Weasels in the Attic by Hiroko Oyamada, translated from the Japanese by David Boyd (New Directions, October 4)
In three interconnected scenes, Hiroko Oyamada revisits the same set of characters at different junctures in their lives. In the back room of a pet store full of rare and exotic fish, old friends discuss dried shrimp and a strange new relationship. A couple who recently moved into a rustic home in the mountains discovers an unsettling solution to their weasel infestation. And a dinner party during a blizzard leads to a night in a room filled with aquariums and unpleasant dreams. Like Oyamada’s previous novels, Weasels in the Attic sets its sights on the overlooked aspects of contemporary Japanese society, and does so with a surreal sensibility that is entirely her own.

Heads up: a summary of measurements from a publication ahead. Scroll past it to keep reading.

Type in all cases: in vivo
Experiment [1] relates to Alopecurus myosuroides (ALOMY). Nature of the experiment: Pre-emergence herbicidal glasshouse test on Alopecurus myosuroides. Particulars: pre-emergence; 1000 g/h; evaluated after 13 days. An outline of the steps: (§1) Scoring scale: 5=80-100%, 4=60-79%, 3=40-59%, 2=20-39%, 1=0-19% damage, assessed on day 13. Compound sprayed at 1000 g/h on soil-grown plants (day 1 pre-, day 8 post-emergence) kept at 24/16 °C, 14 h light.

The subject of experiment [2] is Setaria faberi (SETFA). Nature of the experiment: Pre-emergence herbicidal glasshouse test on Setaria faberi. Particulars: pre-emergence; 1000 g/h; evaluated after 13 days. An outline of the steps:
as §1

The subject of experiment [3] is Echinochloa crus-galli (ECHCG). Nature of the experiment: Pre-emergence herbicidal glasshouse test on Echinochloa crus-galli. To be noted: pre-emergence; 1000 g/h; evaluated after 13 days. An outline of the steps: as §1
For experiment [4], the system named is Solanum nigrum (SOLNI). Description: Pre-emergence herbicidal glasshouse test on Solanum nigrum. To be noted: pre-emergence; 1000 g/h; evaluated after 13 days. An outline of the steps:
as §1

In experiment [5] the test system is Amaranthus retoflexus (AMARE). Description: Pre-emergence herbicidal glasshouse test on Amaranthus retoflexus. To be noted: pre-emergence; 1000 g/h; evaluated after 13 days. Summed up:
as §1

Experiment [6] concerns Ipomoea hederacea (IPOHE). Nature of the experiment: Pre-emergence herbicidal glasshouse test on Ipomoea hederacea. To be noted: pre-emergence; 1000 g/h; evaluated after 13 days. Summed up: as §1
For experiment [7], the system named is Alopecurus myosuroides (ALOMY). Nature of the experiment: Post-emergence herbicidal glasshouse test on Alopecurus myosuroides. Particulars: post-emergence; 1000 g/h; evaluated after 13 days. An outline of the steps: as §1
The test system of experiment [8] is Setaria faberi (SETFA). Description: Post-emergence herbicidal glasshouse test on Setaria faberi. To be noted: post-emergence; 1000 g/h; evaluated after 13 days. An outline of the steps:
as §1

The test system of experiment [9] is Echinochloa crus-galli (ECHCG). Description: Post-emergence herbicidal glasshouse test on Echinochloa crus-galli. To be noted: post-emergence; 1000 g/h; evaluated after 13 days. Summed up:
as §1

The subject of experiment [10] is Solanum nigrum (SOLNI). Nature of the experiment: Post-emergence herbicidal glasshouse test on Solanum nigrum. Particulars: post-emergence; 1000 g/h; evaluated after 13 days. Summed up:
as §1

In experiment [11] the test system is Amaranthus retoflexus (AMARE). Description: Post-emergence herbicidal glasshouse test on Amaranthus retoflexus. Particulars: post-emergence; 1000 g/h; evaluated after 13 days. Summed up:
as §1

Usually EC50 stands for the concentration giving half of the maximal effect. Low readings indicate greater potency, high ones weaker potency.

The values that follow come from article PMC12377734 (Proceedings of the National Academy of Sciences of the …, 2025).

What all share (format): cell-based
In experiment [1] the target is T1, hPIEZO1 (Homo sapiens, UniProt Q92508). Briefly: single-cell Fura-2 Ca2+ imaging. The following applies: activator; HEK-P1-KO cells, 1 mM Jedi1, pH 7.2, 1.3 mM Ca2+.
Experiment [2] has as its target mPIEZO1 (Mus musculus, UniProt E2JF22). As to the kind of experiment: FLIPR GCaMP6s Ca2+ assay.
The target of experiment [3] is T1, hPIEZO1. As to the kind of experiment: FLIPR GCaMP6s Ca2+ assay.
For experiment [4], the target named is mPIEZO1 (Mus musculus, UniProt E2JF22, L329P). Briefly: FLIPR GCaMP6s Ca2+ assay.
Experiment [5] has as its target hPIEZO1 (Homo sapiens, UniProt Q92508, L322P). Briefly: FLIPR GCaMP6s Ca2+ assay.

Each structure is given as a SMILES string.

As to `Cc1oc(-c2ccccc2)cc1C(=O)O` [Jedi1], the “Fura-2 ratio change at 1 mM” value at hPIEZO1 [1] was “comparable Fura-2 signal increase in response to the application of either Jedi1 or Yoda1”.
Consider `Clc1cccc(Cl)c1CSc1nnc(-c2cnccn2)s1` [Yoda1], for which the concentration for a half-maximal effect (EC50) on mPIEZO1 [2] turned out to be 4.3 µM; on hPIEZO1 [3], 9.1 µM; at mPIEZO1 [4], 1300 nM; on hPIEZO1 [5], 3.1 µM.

A Study in Ugliness & outras histórias by H. Pueyo, translated from the Spanish by the author (Lethe Press, October ?)
Ghosts and weird mourners, horrible teenagers and disgraceful instructors. Haunted prisoners and seafolk taken from the shore. H. Pueyo’s evocative writing takes notice that the dead, like memories are often closer than we think, and the guilty are often ignorant of the damage done and astonished when they themselves suffer. This debut collection offers Pueyo’s stories in both English and Portuguese to celebrate the author’s heritage.
The White City Tale by Jeong-Hwa Choi, translated from the Korean by Janet Hong (Restless Books, November 14)
Award-winning South Korean author Choi Jeong-Hwa’s English-language debut, The White City Tale is a powerful exploration of existence, social hierarchies, and resilience as one man fights against a system of inequalities in a quarantined city as a pandemic of bodily and mental erasure rages.